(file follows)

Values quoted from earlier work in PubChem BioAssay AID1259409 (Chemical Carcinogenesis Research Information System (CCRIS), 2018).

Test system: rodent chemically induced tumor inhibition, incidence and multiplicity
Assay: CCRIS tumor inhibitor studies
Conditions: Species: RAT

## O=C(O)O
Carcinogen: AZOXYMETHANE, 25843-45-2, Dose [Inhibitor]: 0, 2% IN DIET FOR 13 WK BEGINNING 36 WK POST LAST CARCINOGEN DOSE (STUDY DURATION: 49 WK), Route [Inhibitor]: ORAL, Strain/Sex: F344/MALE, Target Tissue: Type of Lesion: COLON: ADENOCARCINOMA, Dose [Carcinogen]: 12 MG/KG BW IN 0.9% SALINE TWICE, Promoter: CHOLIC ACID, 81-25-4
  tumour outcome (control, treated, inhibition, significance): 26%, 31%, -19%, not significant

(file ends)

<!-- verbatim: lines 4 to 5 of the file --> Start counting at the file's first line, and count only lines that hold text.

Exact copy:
Conditions: Species: RAT

## O=C(O)O